Monday, May 20, 2024
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TCW Week in Review


Six of the best

Kathy  Gyngell: In the BBC’s Alice in Wonderland world, criticism by MPs compromises its impartiality

Nick Wood: Cameron’s admission of political mortality opens Pandora’s Box

Jago Pearson: For the Tories this is still the election to lose

Laura Keynes: How to slim down our 140,000 supersized kids? Restore the traditional family and its regular mealtimes

Kimberly Ross: Political correctness gone mad? Not until you have encountered the crime of microaggression

Laurence Hodge: The NHS encounters a new epidemic. Lead-swinging among its million-plus staff


TCW Hero of the Week

Chairman of the Defence Select Committee, Rory Stewart, addressed the Centre for Policy Studies this week. He excoriated the government for spending a a measly £1 billion on the Foreign Office but a huge £14 billion on international aid. Stewart rightly said that, when we are facing new and unprecedented threats to our security, we have got our priorities are wrong.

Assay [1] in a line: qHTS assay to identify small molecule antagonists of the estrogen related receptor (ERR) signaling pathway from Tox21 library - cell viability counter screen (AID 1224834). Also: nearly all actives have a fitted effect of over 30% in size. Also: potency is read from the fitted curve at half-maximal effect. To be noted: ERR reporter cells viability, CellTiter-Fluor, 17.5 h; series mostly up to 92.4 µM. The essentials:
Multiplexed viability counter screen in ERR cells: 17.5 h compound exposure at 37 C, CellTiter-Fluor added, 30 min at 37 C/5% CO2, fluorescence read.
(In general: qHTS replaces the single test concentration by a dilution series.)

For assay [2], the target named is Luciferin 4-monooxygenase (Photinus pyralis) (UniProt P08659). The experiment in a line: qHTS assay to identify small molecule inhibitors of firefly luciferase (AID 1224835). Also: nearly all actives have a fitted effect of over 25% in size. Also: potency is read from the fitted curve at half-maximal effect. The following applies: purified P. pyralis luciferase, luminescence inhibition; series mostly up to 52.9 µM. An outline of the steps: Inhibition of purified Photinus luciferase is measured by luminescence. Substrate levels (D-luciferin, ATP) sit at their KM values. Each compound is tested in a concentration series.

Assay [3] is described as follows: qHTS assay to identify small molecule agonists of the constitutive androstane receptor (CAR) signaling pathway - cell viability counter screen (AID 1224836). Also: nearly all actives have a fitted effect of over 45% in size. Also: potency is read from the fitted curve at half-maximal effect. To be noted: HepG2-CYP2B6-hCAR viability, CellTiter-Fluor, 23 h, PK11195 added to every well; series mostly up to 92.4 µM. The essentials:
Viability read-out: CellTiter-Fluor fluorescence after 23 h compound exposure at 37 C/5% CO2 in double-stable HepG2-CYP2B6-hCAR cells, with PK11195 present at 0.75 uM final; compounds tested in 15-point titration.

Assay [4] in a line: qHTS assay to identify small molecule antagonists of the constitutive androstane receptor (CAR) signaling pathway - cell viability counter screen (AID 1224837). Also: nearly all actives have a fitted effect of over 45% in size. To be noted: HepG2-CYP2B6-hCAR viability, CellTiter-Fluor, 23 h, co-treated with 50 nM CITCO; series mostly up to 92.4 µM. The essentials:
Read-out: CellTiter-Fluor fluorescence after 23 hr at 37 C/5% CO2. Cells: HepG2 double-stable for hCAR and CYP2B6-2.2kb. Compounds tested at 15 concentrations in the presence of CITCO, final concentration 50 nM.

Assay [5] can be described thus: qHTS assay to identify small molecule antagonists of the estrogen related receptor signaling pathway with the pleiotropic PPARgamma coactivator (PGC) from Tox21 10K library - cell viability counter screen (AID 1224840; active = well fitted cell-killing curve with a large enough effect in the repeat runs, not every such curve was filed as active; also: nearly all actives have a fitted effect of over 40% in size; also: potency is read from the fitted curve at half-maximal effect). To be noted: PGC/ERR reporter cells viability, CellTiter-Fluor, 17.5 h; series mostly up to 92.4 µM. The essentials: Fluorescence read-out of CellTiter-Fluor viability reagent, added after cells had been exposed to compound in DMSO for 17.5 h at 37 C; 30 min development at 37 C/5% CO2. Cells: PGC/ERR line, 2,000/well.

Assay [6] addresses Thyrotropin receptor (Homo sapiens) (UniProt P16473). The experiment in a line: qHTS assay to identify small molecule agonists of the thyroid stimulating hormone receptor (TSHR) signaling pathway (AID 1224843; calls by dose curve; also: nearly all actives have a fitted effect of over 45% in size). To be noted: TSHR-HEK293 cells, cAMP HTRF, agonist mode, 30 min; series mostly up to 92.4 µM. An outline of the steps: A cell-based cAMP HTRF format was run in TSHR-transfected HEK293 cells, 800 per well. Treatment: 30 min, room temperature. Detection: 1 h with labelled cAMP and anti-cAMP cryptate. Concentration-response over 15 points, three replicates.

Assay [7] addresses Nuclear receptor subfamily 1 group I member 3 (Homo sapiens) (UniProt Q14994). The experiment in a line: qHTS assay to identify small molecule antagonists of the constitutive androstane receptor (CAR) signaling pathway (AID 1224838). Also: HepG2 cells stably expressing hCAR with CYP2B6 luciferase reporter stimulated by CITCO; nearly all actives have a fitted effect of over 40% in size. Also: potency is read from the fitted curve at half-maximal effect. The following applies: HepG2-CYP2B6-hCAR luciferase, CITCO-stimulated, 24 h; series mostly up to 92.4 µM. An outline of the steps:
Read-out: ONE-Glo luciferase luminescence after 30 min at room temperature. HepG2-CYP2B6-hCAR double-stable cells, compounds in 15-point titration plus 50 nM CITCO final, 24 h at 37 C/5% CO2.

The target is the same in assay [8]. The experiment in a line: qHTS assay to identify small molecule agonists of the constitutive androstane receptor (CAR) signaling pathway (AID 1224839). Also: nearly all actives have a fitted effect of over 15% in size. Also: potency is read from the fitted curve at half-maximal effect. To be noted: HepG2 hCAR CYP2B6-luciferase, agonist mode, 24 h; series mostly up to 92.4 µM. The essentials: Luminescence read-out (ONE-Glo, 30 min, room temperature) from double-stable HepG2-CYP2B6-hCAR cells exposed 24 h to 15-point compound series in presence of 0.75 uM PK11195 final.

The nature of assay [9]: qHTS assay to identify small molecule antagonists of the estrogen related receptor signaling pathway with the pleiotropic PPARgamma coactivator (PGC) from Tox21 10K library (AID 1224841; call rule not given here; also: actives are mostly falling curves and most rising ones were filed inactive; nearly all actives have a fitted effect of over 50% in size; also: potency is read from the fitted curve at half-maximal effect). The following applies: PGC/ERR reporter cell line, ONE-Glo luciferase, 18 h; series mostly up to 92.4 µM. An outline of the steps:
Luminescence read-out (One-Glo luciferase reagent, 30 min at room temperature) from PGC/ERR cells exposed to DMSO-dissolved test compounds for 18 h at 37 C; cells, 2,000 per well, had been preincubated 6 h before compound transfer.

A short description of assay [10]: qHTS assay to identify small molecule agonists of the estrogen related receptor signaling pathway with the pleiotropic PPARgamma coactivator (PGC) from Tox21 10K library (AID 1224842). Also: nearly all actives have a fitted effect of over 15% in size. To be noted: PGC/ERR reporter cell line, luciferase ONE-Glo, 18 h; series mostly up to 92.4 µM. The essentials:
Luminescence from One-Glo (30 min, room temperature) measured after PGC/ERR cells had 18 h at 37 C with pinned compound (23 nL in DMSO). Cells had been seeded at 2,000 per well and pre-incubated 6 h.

We invaded Iraq with 45,000 ground troops. A little more than a decade later, we would struggle to put 25,000 troops on the ground for any sustained period of time. Well done Rory for speaking out, we say.


TCW Villain of the Week

The House of Commons all-party EU Scrutiny Committee’s report, published this week, accuses the BBC of ‘falling down severely’ in its obligation to provide impartial coverage of the EU.

Its findings confirm what many of us have been arguing for years – that BBC coverage of EU matters is deplorable, that it has a ‘concerning’ pro-EU bias, and that Eurosceptics have been given inadequate airtime. Specifically the MPs criticise Lord Hall for failing in his role as the BBC’s editor-in chief.


Reader’s comment of the week

Mez wrote:

It needs to be privatised, and the money would go towards paying off the national debt. Their reporting is no more impartial than ITV’s.

BBC News is like an arm of social services, and so biased it’s almost a joke were it not so depressing. Why should people be paying for the privilege?

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Edited by Kathy Gyngell

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